Moral Obligation Bond

What is Moral Obligation Bond?

Moral Obligation Bond is a tax-free revenue bond in which the government is not lawfully required to provide cash to cover a bond debt, but has a strong motivation to do this to prevent default. This type of bond is issued by a municipality or financial intermediary at a state level that is not backed by the legal obligation but the moral one of the state government to appropriate funds in case of default.

Understanding Moral Obligation Bond

A moral obligation bond also provides stakeholders with the tax incentives of a municipal bond, but also adds a morally neutral guarantee that lenders would be protected in the case of insolvency. This is credible since the granting body's assurance is backed up by a reserve fund set up to cover any debt service bills that the government might be unable to cover. While there is no legal need to avoid insolvency, investors are motivated by a moral imperative.

A non-binding condition secures this sort of bond, allowing the issuer authority to spend funds (appropriation) to cover any shortage in funds required to accommodate the loan. The government's increased security is just morally - and not lawfully - enforceable. Nonetheless, because the issuing authority would incur adverse credit rating consequences if it omitted to follow the commitment, the commitment is widely viewed as being similarly reliable as a legally binding guarantee. As a result, the municipal government has a strong incentive to fulfill its interest payments in terms of avoiding default.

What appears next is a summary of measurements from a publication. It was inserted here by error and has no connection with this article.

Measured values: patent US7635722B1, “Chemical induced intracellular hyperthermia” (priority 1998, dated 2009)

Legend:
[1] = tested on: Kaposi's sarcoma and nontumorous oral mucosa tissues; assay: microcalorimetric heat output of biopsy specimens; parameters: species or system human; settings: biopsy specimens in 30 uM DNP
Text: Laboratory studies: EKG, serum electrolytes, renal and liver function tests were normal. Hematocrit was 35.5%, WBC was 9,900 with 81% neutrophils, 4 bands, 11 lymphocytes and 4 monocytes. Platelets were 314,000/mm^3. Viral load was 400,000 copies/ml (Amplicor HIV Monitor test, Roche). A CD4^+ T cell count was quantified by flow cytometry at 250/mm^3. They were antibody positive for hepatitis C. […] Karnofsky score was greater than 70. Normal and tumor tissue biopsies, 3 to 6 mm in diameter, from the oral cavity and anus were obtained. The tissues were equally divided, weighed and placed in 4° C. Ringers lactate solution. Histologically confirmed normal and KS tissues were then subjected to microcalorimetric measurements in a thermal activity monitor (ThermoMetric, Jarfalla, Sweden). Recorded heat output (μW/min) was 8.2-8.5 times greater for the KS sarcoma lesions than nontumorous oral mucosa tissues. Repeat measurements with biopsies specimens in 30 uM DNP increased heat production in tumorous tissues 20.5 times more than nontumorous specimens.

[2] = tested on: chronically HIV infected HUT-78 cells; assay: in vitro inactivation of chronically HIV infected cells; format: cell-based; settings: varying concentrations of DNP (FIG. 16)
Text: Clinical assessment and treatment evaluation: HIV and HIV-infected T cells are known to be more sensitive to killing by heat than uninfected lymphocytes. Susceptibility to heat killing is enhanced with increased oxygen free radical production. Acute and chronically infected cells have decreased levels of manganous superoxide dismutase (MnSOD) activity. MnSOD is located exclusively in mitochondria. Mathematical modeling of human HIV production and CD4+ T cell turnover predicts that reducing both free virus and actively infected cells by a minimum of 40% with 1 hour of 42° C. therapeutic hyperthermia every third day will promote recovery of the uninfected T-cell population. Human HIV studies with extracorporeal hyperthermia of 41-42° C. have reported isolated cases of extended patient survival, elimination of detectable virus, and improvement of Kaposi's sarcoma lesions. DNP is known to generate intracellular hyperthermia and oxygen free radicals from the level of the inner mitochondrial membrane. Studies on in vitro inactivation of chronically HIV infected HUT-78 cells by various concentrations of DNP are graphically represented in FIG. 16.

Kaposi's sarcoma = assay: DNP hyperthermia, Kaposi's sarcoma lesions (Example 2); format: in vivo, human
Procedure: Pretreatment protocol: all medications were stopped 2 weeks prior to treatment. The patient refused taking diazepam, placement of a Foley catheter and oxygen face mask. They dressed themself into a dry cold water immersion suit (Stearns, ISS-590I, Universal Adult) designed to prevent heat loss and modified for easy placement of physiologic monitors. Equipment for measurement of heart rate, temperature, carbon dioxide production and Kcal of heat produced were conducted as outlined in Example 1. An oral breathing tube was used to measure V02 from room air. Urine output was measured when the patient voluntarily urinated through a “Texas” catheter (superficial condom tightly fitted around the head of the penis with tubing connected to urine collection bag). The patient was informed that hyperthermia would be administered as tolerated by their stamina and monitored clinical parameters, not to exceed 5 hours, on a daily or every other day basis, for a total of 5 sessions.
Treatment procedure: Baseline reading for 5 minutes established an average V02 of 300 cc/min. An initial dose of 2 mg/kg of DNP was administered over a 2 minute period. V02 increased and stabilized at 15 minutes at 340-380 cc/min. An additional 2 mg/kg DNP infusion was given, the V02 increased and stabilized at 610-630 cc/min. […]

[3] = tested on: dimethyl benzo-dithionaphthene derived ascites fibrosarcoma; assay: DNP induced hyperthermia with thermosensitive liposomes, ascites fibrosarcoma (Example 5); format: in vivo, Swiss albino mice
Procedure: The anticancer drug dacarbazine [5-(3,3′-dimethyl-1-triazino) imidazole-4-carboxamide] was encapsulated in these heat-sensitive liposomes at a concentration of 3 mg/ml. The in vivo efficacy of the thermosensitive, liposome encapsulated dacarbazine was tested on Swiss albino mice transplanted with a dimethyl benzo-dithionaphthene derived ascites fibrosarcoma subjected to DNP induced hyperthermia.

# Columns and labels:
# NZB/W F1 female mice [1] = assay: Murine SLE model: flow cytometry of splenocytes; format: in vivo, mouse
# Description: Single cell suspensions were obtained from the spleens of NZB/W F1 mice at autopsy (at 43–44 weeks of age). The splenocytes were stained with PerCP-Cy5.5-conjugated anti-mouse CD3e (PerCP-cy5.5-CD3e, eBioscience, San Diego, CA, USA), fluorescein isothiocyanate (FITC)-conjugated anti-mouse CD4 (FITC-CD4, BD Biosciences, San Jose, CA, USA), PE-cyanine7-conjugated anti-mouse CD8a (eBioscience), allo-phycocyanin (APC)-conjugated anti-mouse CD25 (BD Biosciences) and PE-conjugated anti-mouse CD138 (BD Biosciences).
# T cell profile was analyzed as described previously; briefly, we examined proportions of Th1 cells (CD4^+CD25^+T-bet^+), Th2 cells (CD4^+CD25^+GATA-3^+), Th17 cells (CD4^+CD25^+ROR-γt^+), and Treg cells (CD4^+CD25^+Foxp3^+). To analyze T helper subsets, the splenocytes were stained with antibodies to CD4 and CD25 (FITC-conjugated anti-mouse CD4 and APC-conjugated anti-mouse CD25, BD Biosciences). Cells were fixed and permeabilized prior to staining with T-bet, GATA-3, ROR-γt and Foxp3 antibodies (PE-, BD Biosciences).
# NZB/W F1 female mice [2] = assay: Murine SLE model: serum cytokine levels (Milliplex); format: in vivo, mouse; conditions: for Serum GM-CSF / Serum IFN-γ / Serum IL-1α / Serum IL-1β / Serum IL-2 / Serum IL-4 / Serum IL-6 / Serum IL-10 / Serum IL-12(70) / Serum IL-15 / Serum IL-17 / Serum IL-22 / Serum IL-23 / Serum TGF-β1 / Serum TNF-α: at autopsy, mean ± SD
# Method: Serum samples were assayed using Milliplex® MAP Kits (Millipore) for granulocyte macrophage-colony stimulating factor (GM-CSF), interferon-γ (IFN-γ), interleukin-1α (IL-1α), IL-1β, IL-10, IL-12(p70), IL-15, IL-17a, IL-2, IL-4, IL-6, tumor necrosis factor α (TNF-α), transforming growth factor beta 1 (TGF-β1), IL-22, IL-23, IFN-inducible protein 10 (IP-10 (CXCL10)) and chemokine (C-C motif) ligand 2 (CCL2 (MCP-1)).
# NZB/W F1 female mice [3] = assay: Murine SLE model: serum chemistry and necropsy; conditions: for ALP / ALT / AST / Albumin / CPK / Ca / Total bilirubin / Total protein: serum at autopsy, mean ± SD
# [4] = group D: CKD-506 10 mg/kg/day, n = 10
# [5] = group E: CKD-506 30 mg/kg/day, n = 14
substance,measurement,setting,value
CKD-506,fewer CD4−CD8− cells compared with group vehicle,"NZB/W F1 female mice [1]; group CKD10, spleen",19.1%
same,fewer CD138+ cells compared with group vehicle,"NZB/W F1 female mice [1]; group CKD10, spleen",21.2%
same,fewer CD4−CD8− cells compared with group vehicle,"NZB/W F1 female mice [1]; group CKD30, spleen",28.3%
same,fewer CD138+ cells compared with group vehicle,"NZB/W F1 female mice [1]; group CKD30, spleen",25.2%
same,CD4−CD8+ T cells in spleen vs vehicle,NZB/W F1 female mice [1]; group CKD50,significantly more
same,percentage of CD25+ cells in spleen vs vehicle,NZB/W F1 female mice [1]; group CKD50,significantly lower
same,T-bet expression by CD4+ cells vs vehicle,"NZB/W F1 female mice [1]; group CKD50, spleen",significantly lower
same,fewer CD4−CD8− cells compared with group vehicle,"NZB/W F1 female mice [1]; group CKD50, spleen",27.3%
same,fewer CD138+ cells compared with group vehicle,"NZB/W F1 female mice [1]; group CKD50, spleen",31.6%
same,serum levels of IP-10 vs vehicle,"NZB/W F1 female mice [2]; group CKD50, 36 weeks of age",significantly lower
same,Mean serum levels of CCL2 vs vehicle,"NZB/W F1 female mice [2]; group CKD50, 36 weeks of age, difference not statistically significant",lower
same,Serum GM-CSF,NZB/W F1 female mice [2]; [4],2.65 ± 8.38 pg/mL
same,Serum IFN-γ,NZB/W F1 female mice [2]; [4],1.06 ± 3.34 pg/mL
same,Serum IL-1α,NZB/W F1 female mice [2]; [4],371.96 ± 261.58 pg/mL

Practical Example

A homeowner’s association may sell bonds for a project, but the estimated income stream is insufficient to meet bond payments due to declining housing prices. The government supervising such a housing association is required to repay the loan payments via other funding methods in order to maintain its excellent rating on Wall Street and cheap borrowing prices.

In a Sentence

  • The term moral obligation bond is basically used in finances and stock markets which is typically issued by the government to borrow money. 
  • The moral obligation bonds may require interest that might be tax-free from federal income.


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